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Mokume Gane: A Brief History


About Mokume Gane

Unique Mokume Gane rings by Andrew Nyce Designs are forged from precious metal alloys to create an heirloom quality piece strong enough to last many lifetimes.

Our distinctive Mokume Gane wedding bands, commitment rings, and diamond engagement rings are handcrafted to your specifications.

Mokume Gane (Mo-KOO-may GAH-nay) is an old metalworking technique that originated in Japan in the 1700s. The words translate to “wood eye metal,” which accurately describes the topographical patterns that appear when metals are twisted and forged using this process. The look is similar to the swirling, watery patterns of Damascus steel or ancient Chinese lacquer work. Though the technique was initially developed for use in sword making, jewelry and hollowware are the most common modern commercial applications of this method.

"My first attempt to make Mokume Gane ended in failure which created a desire to learn the art of making Mokume Gane. I am intrigued by the process of patterning Mokume Gane. And I am passionate about using Mokume Gane as my canvas, metal working tools as my brushes, and different color alloys as my paints in order to create miniature paintings.
There is a personal satisfaction in making a billet of Mokume Gane by selecting alloy sheet thicknesses, stacking arrangements and colors, and, then, individually patterning each Mokume Gane ring. For me, learning to pattern Mokume Gane was a process of thinking in three dimensions and then countless hours of hands-on experimentation." ~ Andrew Nyce

The Ancient Story

Japanese craftsman Denbei Shoami (1651-1728) is credited with the invention of Mokume Gane for embellishing samurai weapons and hilts. The process was only used in sword making until the 19th century. Changes in Japan’s political and social structure in the late 1800s saw the collapse of the caste system dominated by the samurai warriors. They were no longer allowed to carry their katana (sword) in public so demand for these arms decreased. Metalsmiths then began transferring their skills to create more artistic products.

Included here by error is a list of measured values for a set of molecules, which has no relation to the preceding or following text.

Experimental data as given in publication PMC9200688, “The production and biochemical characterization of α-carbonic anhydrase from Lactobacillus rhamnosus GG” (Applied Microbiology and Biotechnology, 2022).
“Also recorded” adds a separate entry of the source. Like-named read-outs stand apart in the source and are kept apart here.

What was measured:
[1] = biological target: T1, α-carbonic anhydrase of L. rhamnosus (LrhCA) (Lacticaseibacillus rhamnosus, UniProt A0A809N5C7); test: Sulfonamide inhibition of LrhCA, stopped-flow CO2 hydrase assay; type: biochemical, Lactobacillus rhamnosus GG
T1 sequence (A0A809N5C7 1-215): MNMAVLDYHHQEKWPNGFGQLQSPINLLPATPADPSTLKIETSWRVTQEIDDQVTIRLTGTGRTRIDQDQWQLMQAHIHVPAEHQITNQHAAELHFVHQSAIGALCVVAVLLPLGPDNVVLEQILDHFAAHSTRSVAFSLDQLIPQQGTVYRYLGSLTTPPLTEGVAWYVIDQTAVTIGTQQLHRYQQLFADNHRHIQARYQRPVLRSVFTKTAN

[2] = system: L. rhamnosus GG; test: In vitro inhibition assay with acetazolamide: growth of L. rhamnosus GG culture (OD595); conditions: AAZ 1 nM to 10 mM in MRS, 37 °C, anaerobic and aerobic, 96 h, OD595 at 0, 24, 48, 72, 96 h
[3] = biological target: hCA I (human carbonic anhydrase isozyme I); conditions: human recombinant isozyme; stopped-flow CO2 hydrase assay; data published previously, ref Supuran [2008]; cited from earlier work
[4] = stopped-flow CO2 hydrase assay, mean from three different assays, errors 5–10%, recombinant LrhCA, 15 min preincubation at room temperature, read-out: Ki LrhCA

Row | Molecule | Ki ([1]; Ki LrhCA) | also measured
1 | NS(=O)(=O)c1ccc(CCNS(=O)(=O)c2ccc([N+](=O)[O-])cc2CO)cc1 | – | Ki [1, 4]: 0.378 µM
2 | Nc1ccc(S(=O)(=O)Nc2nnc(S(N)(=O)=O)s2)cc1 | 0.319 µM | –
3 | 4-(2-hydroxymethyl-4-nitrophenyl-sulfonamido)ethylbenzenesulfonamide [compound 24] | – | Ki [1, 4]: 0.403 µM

The Modern Story

The husband and wife team of Eugene Michael Pijanowski and Hiroko Sato Pijanowski brought Mokume Gane to the United States in the early 1970s. They learned the technique from ninth generation metalsmith Norio Tamagawa. Watch a video with Hiroko and Gene demonstrating the Mokume Gane technique.

Today, Mokume Gane jewelry, flatware, hollowware and art objects are created by layering precious and semi-precious metals such as Gold, Platinum, Palladium, Sterling Silver and Copper. The layers are bonded and deformed by rolling, forging, and twisting. A combination of techniques including punches, chiseling, carving, and surface abrasion exposes the beauty of the work: the unique layering of these metals. A Mokume Gane artisan can make an unlimited number of distinct patterns with no two being precisely the same.